BRATS: Our Journey Home A Donna Musil Film Featuring Narration and Music by Kris Kristofferson
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Film Shows Reality Of Being A Military Brat

By Debbie Evert

Space Guardian

Imagine moving more than 10 times before the age of 16.    These moves aren’t across town to a bigger house, but they are to a different state or country. Relatively new friends are told goodbye again, in hopes of finding other friends in yet another new school.

Life is very mobile, very transient.

That’s the life of a military brat. These are children whose fathers or mothers (or both) are active-duty military.    Depending on the parent’s career field, brats might move every two to five years.

Donna Musil fits the description of a military brat.    Before age 16, she lived in three countries and multiple states.

“I can’t even remember all the moves,” she said.    “We lived stateside as well as overseas in Germany and Korea. I can hardly remember the places we lived.”

Her father, an Army judge advocate general officer and military judge, died when she was 16 and the family stopped its mobile lifestyle, settling in Columbus, Ga., where she finished high school.

Years ago, Musil’s need to connect with old friends took her to a relatively new resource — the Internet — to search for friends from Taegu, Korea, high school.

“I hadn’t seen these friends in 20 years,” Musil said. “We all got to gether in Washington, D.C., for an impromptu reunion.    For the first time in almost 20 years, I felt a sense of belonging.”

Although they hadn’t seen each other in a long time, “it’s like we just saw each other yesterday,” Musil said.

That gathering of friends started Musil thinking that other brats might have similar feelings.    She launched a Web site and asked for other military brats to respond to some questions.

“It was a very extensive questionnaire,” she said.    “Some answers were more than 70 pages typed.    I read them all.”

Musil knew she had hit a sensitive spot in responders’ hearts.    Four years and 500 interviews later, a film was born.

“BRATS: Our Journey Home” was released earlier this year and is making an impact throughout the country.

“Initially the project was to find out who I was and where I was from,” this first-time writer and director said.    “Then it got bigger and bigger.”

There are about 15 million brats worldwide, according to the film’s Web site,    Musil talked with people of all ages, nationalities and vocations and received similar responses.

“We don’t have a home,” Musil said.    “You have to get used to that.    A lot of brats keep searching for home.    The only way we’re going to find it is in each other.”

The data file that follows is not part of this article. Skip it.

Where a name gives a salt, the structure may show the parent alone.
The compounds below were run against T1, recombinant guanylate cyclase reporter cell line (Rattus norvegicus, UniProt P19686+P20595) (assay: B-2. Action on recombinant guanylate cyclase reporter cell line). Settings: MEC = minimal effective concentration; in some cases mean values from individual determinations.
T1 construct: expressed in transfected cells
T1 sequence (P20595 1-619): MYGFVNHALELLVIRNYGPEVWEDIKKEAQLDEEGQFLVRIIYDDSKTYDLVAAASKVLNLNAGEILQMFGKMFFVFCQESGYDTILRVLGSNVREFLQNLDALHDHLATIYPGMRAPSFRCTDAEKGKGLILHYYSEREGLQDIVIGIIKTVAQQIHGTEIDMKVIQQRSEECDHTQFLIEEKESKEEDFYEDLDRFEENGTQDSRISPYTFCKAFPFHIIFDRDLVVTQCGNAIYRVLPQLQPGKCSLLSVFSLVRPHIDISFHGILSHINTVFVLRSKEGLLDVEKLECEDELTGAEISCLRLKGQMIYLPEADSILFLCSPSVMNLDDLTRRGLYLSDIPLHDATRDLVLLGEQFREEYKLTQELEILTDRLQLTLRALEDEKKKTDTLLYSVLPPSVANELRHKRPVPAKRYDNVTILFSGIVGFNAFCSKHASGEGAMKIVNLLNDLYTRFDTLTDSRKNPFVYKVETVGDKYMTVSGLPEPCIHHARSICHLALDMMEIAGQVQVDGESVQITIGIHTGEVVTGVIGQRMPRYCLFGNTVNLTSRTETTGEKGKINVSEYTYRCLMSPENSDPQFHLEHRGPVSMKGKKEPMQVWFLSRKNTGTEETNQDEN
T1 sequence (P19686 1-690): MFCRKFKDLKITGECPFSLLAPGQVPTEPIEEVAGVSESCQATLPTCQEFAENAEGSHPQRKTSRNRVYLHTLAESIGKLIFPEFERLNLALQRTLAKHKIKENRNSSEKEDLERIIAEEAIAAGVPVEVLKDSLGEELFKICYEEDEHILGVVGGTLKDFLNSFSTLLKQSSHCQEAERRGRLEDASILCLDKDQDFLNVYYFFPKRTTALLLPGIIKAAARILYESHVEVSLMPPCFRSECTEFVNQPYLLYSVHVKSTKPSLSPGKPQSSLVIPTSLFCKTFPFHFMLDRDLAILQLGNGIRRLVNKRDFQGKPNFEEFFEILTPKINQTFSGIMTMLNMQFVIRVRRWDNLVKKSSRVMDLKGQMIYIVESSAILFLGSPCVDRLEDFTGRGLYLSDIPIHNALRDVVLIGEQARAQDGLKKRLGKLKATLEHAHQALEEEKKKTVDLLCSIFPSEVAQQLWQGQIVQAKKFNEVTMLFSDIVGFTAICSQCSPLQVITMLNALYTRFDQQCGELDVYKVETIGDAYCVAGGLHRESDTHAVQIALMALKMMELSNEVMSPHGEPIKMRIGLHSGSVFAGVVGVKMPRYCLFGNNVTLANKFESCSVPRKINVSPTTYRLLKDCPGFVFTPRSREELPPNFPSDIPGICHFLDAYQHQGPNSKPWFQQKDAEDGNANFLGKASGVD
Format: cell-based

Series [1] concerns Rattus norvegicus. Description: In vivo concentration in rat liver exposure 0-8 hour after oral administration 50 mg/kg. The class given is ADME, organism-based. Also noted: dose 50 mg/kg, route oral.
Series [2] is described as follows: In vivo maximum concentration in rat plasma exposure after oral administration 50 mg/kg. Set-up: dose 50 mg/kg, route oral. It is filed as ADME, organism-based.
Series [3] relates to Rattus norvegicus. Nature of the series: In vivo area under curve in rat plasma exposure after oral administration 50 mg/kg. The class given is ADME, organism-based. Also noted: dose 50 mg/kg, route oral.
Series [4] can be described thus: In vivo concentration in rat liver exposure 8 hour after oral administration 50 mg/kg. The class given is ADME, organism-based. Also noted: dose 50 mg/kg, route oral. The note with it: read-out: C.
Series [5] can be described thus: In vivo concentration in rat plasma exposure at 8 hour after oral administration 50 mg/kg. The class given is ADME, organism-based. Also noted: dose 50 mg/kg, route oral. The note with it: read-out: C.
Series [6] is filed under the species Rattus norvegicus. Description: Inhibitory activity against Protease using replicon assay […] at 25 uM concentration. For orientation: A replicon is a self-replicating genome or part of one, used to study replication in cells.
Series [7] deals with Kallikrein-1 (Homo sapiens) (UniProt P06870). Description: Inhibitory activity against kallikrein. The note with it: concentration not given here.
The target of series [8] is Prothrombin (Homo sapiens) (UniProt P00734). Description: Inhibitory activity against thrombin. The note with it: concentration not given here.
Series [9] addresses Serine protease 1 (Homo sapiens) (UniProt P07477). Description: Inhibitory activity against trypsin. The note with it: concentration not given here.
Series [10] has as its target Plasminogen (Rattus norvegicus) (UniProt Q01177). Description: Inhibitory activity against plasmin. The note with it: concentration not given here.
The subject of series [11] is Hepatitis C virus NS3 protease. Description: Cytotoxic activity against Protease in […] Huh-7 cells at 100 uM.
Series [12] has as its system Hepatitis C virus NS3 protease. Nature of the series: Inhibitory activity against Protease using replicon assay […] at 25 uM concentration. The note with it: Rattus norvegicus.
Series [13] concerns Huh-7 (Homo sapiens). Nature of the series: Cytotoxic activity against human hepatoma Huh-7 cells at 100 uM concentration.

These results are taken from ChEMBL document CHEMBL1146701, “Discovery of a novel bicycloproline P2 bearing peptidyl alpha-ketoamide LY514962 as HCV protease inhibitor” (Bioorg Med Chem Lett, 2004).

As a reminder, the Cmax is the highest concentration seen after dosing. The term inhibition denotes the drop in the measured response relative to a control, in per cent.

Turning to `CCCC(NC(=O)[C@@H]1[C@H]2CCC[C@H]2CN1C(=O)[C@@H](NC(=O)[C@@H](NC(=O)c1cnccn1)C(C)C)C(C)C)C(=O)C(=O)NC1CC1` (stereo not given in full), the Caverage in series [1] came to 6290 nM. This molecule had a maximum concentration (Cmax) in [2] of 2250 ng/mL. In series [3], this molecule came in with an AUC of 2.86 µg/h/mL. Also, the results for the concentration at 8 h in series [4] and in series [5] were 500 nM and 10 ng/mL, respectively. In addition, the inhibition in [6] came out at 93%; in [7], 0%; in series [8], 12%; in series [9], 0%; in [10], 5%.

The bond of being a military brat is what ties the group together.

“Everybody’s got a different story to tell, but we have more in common than we don’t,” Musil said. “[In the film] we talk about the good, bad and ugly.    You have to take away what applies to you.”

Being a brat teaches children resilience, tolerance and provides a sense of mission, Musil said.    Brats take these qualities into their future lives.    They’re aware and motivated by this sense of mission to give back to the world.
“At the same time, it can be difficult realizing that the mission is No. 1, you’re not,” she added.

The 90-minute film won the best documentary award at the 2006 Estes Park Film Festival in September.    Musil also picked up the best first-time director’s award at the 2006 Roving Eye Documentary Film Festival in Rhode Island.

“It’s not just a nostalgic film,” she said.    “It covers universal issues we face.    We don’t pull any punches, so we don’t recommend it for anyone under age 13.”
Musil encourages people to gather friends and show the film in their homes.    Afterward, it’s important to talk about feelings and thoughts.

“We’re also starting a ‘brats film tour,’” she said. “Cities in this tour include places with a large population of military brats.    We’ll finish the tour in D.C. next summer.”

Musil said the film has made a difference in the lives of those who have seen it.

“That’s all I really wanted to do,” she said.

In addition to the film, Musil recommends the following resources for military brats:, and “Military brats: Legacies of Childhood Inside the Fortress,” Mary Edwards Wertsch (1993, Brightwell Publishing).

Sponsored by the Peterson Community Activities Center, “BRATS: Our Journey Home” is being shown at the base auditorium Nov. 3, at 11:30 a.m. Admission is free.    The film is appropriate for ages 13 and up.

The first documentary about growing up military.